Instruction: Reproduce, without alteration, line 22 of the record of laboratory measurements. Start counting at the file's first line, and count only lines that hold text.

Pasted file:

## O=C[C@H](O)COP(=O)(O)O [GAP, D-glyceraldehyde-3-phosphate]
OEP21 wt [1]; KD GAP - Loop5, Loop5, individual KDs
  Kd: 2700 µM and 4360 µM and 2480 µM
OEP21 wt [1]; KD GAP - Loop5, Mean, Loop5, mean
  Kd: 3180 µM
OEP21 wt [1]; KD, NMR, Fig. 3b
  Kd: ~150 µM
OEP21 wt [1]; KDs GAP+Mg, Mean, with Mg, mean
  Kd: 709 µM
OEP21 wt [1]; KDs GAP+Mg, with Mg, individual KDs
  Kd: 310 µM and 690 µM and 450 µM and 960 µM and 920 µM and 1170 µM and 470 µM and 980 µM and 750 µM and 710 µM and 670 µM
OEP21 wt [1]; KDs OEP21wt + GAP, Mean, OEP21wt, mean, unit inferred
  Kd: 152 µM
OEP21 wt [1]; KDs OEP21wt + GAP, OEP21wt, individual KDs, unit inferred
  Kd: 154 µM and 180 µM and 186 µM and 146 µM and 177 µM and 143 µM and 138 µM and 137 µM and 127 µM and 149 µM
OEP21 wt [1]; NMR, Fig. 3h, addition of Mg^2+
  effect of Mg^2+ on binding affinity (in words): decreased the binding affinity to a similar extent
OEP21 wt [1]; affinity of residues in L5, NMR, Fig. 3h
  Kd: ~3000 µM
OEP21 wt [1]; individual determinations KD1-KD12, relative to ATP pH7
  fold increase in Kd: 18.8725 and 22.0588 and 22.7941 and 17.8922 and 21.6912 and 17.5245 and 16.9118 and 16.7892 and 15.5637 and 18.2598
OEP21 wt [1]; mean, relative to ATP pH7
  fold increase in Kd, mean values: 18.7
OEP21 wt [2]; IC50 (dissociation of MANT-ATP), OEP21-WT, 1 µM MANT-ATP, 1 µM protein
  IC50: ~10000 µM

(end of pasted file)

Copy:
OEP21 wt [1]; mean, relative to ATP pH7